Friday, November 15, 2013


God and Netflix

John Van Sloten @ Think Christian:
Netflix - along with all of the other big-data algorithms that insist on telling me what I like, want or need - is shrinking my life.

I just hit the “Personalize” button on my Netflix page and was prompted to input and rate all of the movies I’d watched in the past few years. Then, amazingly, after just a few seconds of processing, a “Top Ten for John” list appeared. Wow. The personalize button was then replaced by a taste profile link, where I could feed Netflix’s database more detailed information about which of the 31 different moods I preferred. I didn’t want to play anymore!


How can we possibly imagine anything when we refuse to change the channel? And how can God be God if we limit Him to the stations, tastes and choices we’re comfortable with?

In the tradition I grew up with, I was always told that God speaks through all things, all genres and all means of created media. He speaks redwood tree, epigenetics, abstract art, ancient Greek, Arcade Fire and comic book. He speaks in the academy, the office and out in the field. His words are common and gracious, and He rains them down on all of us, all over the place.

Every time we feed the algorithm, we limit our capacity to experience and hear our genuinely alternative, ever-creative, ever-new, everywhere speaking God.
There are good things and bad things about such an argument. Many are the people that have experienced such "diversity" in their theology that they essentially have no theology. Or taste. Or belief. Diversity is not an end to itself, it is a means to an end. Diversity, of itself, produces depth, but never depth.

On the other hand, people that stay deeply entrenched in the same box never grow. They reach the limits of the box and never get out of it. They are stunted people.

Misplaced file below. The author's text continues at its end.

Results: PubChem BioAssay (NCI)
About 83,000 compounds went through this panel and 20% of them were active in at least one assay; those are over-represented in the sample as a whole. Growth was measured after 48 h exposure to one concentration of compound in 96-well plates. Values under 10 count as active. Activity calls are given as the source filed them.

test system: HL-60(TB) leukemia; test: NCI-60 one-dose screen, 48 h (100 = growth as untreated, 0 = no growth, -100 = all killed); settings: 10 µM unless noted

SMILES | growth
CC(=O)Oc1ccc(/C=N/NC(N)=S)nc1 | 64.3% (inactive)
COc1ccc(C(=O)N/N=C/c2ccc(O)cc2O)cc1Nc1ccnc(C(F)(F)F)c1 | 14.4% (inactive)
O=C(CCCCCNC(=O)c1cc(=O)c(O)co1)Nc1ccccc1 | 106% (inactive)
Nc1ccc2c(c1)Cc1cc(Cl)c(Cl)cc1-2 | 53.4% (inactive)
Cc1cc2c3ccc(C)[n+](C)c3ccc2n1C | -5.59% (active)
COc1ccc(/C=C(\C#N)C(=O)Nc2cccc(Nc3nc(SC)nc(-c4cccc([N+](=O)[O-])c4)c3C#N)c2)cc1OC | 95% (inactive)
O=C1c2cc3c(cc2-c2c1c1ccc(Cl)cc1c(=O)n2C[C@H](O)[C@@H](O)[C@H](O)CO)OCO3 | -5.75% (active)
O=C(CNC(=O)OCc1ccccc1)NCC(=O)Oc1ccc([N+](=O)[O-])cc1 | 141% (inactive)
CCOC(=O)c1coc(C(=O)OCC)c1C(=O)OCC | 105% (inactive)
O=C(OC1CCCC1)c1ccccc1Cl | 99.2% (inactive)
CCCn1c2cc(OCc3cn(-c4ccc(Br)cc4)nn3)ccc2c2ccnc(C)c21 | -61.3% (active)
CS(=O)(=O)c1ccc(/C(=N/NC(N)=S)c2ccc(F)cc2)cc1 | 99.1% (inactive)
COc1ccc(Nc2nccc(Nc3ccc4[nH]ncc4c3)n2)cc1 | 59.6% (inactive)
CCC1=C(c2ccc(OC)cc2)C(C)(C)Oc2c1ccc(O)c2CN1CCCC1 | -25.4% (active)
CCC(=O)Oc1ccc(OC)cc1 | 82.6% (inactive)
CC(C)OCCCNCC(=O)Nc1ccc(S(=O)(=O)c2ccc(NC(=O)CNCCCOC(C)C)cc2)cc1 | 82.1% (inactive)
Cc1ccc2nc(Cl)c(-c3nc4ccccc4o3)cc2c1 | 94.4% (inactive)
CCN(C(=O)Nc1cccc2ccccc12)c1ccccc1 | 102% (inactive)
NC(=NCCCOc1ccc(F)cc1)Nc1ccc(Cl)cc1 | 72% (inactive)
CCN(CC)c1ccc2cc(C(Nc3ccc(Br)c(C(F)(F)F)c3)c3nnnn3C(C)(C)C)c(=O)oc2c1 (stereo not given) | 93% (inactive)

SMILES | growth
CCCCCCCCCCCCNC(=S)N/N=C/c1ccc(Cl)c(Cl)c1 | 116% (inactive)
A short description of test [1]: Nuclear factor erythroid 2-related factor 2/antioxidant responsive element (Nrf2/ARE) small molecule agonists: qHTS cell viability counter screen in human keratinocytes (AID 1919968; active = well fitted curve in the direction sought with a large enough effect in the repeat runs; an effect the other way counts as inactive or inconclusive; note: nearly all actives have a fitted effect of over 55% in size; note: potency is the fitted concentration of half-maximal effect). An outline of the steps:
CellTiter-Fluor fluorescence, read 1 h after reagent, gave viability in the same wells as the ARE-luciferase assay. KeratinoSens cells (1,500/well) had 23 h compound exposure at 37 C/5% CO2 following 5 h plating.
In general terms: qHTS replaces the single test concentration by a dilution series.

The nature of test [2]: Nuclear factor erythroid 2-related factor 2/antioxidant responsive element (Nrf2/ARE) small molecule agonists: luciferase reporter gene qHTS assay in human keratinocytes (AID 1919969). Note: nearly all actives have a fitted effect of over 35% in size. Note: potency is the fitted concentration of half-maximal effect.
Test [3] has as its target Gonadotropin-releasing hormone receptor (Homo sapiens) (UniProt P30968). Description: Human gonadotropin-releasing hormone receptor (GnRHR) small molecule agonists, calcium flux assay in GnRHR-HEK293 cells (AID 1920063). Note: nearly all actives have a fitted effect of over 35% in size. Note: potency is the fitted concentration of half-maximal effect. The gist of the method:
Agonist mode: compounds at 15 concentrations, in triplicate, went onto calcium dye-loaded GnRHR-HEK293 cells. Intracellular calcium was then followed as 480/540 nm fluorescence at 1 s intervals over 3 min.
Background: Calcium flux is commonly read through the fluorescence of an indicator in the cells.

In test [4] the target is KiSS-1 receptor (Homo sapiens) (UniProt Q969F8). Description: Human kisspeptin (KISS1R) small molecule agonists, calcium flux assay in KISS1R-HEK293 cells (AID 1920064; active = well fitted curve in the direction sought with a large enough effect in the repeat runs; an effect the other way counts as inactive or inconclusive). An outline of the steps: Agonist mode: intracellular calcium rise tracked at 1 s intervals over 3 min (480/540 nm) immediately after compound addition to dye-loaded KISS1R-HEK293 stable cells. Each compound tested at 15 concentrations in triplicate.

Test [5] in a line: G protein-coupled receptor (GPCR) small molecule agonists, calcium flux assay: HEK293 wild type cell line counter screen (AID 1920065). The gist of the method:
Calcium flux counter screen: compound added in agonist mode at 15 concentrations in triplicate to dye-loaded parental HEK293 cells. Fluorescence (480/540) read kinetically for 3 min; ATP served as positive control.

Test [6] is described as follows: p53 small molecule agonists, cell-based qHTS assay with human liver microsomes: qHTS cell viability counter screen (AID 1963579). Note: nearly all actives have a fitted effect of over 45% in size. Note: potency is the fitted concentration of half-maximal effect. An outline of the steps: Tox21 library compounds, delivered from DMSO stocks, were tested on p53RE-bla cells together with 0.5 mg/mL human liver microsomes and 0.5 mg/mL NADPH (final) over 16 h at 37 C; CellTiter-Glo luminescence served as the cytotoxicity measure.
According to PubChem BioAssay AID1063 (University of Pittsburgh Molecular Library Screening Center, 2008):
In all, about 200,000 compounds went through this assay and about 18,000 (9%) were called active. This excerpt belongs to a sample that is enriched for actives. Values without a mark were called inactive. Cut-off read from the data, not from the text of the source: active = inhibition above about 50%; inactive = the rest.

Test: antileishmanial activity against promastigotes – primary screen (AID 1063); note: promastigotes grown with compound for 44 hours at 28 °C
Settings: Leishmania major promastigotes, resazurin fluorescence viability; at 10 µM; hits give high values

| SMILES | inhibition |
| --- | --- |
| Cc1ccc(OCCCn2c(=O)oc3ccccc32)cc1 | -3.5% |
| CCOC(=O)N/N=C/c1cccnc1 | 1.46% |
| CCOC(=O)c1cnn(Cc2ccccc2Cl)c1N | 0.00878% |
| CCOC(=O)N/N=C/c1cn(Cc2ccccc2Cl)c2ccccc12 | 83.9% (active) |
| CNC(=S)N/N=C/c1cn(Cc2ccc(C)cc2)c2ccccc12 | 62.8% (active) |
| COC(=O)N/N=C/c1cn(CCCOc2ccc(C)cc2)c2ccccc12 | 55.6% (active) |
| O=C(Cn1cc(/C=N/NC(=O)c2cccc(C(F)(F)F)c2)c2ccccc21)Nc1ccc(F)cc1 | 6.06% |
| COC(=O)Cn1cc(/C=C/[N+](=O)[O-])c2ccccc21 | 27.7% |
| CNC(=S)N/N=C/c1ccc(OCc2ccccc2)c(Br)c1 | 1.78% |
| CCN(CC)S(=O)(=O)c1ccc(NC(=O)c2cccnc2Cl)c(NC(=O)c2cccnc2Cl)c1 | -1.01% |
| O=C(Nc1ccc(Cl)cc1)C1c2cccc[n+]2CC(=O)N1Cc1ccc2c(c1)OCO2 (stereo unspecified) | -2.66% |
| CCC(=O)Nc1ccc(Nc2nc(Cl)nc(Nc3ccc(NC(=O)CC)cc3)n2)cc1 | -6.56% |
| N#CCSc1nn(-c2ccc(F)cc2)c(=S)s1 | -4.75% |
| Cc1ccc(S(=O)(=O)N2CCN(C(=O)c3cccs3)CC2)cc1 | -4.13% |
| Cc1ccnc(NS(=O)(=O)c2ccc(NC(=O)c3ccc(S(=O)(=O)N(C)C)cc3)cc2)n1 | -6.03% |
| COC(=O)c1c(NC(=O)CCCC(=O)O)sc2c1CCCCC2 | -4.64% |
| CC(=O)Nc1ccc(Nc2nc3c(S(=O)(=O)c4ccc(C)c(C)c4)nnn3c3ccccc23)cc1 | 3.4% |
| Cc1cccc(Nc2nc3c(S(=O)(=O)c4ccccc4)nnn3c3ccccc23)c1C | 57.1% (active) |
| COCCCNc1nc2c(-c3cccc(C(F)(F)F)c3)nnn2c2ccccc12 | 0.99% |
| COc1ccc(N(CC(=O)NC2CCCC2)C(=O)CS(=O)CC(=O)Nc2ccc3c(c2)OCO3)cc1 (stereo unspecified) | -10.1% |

The problem is not diversity or lack thereof, but rather engagement with what you experience. If you go to church like you watch movies then this guy has a heck of a point. But if you are deeply engaged with your church, actively and intellectually engaged, you may need to stay within the confines of something for a long time to understand it. You may not leave the boundaries of the property, but you are digging ever deeper.

Similarly, if you experience much diversity, you must be intellectually prepared to sort the wheat from the chaff. Every experience has both good and bad associated with it. Again, if you walk away merely consuming the experience, you do not judge the good or the bad, it was simply, experience. If you engage, you take the good and add it to your bag of tricks. but the bad you discard.

But what I find most telling is that if I am engaged in increasing depth in my box, I will eventually leave it to explore some aspect. Likewise, if I seek purposefully diverse things I will eventually find a groove that I like best - IF I ENGAGE.

Let's not berate people for their lack of diversity, nor for being too diverse. Let;s urge them to engage with their experience. To seek God in everything.


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